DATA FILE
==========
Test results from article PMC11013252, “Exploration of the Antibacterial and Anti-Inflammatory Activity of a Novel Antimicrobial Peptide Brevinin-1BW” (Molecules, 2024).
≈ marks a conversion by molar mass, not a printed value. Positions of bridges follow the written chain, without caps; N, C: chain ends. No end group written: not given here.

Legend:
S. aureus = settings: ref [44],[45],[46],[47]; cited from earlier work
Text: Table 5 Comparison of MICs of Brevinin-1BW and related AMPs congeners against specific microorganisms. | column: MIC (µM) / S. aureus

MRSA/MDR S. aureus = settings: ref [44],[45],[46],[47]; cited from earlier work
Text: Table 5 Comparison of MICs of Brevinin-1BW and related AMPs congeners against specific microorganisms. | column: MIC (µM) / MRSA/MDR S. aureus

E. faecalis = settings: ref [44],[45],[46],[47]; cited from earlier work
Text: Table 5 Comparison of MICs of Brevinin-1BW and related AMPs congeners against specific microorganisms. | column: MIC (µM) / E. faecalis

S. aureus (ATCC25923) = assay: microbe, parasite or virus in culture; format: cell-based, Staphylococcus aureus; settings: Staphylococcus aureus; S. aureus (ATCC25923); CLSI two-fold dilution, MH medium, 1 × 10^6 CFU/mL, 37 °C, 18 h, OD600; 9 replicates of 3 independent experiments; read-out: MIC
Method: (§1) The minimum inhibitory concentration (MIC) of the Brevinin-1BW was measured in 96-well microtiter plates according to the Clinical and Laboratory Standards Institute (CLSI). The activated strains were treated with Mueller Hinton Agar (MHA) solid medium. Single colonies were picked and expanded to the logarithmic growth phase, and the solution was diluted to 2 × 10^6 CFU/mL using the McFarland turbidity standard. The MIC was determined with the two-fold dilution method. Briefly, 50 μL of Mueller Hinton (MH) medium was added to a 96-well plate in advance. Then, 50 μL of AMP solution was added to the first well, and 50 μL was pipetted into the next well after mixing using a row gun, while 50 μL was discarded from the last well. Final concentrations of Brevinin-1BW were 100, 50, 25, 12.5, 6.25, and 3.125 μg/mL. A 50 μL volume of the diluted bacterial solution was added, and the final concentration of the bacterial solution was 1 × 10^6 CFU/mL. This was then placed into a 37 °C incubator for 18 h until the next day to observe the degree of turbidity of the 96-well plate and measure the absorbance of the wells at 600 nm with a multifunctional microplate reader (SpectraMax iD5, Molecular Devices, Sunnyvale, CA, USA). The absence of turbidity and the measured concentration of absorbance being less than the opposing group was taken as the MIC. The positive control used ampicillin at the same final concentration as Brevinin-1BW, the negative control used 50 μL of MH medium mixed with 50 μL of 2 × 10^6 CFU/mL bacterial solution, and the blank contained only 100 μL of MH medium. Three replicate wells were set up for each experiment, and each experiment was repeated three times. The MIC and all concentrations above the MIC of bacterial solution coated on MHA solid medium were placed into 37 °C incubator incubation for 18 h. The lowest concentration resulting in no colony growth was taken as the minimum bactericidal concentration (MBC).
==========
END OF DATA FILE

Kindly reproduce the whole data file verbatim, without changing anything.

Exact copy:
Test results from article PMC11013252, “Exploration of the Antibacterial and Anti-Inflammatory Activity of a Novel Antimicrobial Peptide Brevinin-1BW” (Molecules, 2024).
≈ marks a conversion by molar mass, not a printed value. Positions of bridges follow the written chain, without caps; N, C: chain ends. No end group written: not given here.

Legend:
S. aureus = settings: ref [44],[45],[46],[47]; cited from earlier work
Text: Table 5 Comparison of MICs of Brevinin-1BW and related AMPs congeners against specific microorganisms. | column: MIC (µM) / S. aureus

MRSA/MDR S. aureus = settings: ref [44],[45],[46],[47]; cited from earlier work
Text: Table 5 Comparison of MICs of Brevinin-1BW and related AMPs congeners against specific microorganisms. | column: MIC (µM) / MRSA/MDR S. aureus

E. faecalis = settings: ref [44],[45],[46],[47]; cited from earlier work
Text: Table 5 Comparison of MICs of Brevinin-1BW and related AMPs congeners against specific microorganisms. | column: MIC (µM) / E. faecalis

S. aureus (ATCC25923) = assay: microbe, parasite or virus in culture; format: cell-based, Staphylococcus aureus; settings: Staphylococcus aureus; S. aureus (ATCC25923); CLSI two-fold dilution, MH medium, 1 × 10^6 CFU/mL, 37 °C, 18 h, OD600; 9 replicates of 3 independent experiments; read-out: MIC
Method: (§1) The minimum inhibitory concentration (MIC) of the Brevinin-1BW was measured in 96-well microtiter plates according to the Clinical and Laboratory Standards Institute (CLSI). The activated strains were treated with Mueller Hinton Agar (MHA) solid medium. Single colonies were picked and expanded to the logarithmic growth phase, and the solution was diluted to 2 × 10^6 CFU/mL using the McFarland turbidity standard. The MIC was determined with the two-fold dilution method. Briefly, 50 μL of Mueller Hinton (MH) medium was added to a 96-well plate in advance. Then, 50 μL of AMP solution was added to the first well, and 50 μL was pipetted into the next well after mixing using a row gun, while 50 μL was discarded from the last well. Final concentrations of Brevinin-1BW were 100, 50, 25, 12.5, 6.25, and 3.125 μg/mL. A 50 μL volume of the diluted bacterial solution was added, and the final concentration of the bacterial solution was 1 × 10^6 CFU/mL. This was then placed into a 37 °C incubator for 18 h until the next day to observe the degree of turbidity of the 96-well plate and measure the absorbance of the wells at 600 nm with a multifunctional microplate reader (SpectraMax iD5, Molecular Devices, Sunnyvale, CA, USA). The absence of turbidity and the measured concentration of absorbance being less than the opposing group was taken as the MIC. The positive control used ampicillin at the same final concentration as Brevinin-1BW, the negative control used 50 μL of MH medium mixed with 50 μL of 2 × 10^6 CFU/mL bacterial solution, and the blank contained only 100 μL of MH medium. Three replicate wells were set up for each experiment, and each experiment was repeated three times. The MIC and all concentrations above the MIC of bacterial solution coated on MHA solid medium were placed into 37 °C incubator incubation for 18 h. The lowest concentration resulting in no colony growth was taken as the minimum bactericidal concentration (MBC).